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Although most have heard of Martin Luther’s “Ninety-five Theses,” very few are familiar with the contents. Appropriately, the substance of Luther’s first thesis conveys a charge of repentance: “When our Lord and Master Jesus Christ said to repent, He willed that the whole life of a believer should be one of repentance.” This admonition is pertinent not merely to papists of past centuries, but it is indeed a message that should be heeded by each of us.
To compartmentalize various aspects of our faith seems to be the disguised norm. However, if we are to live boldly as Christians amid a post-Christian culture, we must recognize that grace and repentance cannot be disjointed at any point or upon any condition. In Transforming Grace, Jerry Bridges calls us to recognize the pertinence of grace in all of faith and life. He observes: “When we think of grace, we almost always think of being saved by grace. . . Even Christian literature available on the subject of grace seems to deal almost exclusively with salvation. But the Bible teaches we are not only saved by grace, but we also live by grace every day of our lives” (p. 11).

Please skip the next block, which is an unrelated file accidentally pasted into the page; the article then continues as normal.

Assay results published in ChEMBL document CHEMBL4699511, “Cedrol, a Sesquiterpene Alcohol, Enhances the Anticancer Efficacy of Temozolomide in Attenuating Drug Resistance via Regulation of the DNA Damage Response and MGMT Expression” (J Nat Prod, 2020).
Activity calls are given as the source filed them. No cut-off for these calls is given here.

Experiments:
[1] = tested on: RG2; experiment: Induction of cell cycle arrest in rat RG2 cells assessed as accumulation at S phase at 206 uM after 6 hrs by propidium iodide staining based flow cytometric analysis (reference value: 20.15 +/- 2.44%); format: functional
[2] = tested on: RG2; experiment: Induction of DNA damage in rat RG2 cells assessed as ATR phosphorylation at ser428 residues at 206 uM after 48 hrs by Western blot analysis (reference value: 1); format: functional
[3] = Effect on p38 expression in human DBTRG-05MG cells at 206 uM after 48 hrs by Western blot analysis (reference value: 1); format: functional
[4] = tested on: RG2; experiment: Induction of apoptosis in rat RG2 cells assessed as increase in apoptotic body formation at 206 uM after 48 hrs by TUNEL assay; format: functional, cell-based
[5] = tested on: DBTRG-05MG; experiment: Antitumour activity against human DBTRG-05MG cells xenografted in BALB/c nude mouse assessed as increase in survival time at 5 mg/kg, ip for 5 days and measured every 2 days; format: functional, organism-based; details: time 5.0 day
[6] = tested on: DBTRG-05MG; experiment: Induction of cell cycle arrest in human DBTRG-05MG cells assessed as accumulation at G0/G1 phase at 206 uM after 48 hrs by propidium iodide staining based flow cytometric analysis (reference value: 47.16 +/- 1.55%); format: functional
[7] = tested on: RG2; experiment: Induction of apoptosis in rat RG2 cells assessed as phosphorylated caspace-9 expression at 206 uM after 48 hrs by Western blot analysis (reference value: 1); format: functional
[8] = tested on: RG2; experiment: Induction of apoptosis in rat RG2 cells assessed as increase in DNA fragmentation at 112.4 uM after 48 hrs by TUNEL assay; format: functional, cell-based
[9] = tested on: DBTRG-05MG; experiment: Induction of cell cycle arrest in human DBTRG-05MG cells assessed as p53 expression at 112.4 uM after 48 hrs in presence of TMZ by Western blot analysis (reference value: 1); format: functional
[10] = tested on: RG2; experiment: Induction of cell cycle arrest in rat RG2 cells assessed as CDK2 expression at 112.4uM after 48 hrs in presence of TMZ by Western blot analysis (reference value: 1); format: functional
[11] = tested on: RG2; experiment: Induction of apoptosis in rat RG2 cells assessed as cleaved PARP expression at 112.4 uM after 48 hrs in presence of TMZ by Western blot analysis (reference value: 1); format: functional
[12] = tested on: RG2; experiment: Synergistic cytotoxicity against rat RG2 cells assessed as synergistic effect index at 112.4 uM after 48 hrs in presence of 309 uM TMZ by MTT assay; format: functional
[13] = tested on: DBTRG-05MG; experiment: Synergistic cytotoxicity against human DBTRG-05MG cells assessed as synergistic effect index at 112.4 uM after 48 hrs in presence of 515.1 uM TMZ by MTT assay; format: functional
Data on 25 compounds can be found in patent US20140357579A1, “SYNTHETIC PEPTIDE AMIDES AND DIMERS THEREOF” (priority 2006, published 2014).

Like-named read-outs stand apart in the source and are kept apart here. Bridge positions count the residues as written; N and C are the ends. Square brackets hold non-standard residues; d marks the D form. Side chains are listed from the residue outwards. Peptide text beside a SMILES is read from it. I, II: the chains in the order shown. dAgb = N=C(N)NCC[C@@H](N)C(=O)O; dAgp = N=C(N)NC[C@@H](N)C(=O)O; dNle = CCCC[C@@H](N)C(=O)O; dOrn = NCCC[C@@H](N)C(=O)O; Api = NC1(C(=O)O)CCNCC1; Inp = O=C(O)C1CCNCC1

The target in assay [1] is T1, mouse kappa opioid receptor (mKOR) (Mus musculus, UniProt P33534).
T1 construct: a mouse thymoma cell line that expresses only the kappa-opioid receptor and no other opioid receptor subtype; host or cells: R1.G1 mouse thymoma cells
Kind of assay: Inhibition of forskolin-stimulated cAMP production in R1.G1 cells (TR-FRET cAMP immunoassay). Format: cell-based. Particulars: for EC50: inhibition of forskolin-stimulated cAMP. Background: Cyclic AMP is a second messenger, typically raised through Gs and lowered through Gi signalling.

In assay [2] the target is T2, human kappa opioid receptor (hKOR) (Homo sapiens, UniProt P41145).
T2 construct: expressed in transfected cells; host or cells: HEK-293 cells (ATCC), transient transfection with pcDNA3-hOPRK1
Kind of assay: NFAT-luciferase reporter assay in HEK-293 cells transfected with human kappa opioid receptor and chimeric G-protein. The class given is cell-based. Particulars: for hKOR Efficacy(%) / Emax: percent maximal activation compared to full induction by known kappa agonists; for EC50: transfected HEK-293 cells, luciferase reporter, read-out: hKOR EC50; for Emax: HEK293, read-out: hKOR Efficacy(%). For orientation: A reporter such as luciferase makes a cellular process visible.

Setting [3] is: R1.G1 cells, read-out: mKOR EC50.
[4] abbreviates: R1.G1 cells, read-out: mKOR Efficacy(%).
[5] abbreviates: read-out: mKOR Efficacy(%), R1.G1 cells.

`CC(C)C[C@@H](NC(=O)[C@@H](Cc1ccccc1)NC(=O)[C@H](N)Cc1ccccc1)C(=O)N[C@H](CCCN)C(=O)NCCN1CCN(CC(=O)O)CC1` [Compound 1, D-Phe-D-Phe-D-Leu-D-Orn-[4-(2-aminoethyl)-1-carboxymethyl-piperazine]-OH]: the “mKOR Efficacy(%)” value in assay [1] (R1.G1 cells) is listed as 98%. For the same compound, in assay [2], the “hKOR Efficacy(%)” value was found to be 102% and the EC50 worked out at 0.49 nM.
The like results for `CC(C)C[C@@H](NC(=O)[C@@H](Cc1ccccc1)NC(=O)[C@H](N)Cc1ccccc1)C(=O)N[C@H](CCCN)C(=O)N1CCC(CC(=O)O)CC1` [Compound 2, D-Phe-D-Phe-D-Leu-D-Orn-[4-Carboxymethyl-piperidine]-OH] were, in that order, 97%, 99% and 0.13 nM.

One of Bridges’ theses focuses upon a common pattern of thought within the church. Addressing the manner in which people understand grace, Bridges observes that many are running on a “performance treadmill.” He explains that an unnecessary distinction has been made concerning the role of God’s grace in justification and sanctification. While all Christians understand that justification is a gracious declaratory act whereby God immediately imputes the righteousness of Christ upon those whom He has effectually called, very few recognize that the grace of God is fundamental to every aspect of the process of sanctification.
Bridges helps to interpret various biblical passages that define the life-transforming work of God’s grace, and he offers helpful insights that demonstrate grace upon grace in all of faith and life.